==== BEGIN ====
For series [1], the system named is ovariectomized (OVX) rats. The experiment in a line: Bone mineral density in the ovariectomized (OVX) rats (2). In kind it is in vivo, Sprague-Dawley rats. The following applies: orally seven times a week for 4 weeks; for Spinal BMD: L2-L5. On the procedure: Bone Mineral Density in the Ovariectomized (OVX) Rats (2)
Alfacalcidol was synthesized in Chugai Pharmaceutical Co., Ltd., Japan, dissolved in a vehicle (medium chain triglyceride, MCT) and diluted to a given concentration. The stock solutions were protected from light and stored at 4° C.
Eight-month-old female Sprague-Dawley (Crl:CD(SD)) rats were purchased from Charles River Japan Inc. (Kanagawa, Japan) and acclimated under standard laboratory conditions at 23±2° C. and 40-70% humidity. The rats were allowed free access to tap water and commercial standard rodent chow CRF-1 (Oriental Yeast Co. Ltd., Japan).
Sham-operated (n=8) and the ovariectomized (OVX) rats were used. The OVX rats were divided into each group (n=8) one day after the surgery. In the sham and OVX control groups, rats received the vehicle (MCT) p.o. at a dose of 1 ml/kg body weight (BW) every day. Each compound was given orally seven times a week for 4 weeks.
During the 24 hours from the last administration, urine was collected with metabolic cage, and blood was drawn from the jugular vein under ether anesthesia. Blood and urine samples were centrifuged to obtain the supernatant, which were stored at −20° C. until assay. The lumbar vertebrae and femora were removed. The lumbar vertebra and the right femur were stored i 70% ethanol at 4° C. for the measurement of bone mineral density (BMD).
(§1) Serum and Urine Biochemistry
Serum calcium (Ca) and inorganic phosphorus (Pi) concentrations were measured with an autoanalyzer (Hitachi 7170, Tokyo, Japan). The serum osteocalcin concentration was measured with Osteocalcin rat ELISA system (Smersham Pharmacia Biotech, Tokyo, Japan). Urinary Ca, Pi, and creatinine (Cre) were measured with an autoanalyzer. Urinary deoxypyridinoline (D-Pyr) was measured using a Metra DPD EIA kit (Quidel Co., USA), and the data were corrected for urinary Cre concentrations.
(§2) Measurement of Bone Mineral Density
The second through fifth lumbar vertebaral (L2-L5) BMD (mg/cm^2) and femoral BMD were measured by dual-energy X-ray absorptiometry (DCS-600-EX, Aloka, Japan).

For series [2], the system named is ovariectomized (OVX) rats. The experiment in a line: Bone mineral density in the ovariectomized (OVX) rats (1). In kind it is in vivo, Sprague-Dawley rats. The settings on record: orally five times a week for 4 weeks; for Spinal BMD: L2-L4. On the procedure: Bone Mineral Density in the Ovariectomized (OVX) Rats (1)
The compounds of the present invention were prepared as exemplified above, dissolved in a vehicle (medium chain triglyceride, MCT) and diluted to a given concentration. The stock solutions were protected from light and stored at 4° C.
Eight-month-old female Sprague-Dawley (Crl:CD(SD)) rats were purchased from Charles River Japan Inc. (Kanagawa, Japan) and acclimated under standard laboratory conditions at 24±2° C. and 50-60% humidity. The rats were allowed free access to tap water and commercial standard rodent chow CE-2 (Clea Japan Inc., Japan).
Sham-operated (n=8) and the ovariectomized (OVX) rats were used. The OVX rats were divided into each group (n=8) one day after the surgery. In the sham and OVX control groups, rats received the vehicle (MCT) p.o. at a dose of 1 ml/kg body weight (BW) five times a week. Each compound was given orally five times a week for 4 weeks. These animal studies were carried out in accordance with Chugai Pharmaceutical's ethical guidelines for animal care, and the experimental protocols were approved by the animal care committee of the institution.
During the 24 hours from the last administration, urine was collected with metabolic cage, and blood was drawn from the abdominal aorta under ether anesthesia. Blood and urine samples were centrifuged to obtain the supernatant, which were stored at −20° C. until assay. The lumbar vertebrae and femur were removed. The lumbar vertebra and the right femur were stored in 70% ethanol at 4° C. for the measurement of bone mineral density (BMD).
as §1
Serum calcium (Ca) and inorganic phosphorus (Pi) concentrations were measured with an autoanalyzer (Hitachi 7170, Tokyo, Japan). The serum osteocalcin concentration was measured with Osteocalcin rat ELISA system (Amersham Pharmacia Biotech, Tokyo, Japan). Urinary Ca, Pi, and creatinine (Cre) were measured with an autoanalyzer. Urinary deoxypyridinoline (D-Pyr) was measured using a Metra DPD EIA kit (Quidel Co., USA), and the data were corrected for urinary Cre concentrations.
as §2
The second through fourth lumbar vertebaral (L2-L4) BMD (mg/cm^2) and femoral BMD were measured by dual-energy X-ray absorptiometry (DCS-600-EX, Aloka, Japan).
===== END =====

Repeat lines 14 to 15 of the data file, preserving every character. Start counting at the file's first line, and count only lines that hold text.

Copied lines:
During the 24 hours from the last administration, urine was collected with metabolic cage, and blood was drawn from the abdominal aorta under ether anesthesia. Blood and urine samples were centrifuged to obtain the supernatant, which were stored at −20° C. until assay. The lumbar vertebrae and femur were removed. The lumbar vertebra and the right femur were stored in 70% ethanol at 4° C. for the measurement of bone mineral density (BMD).
as §1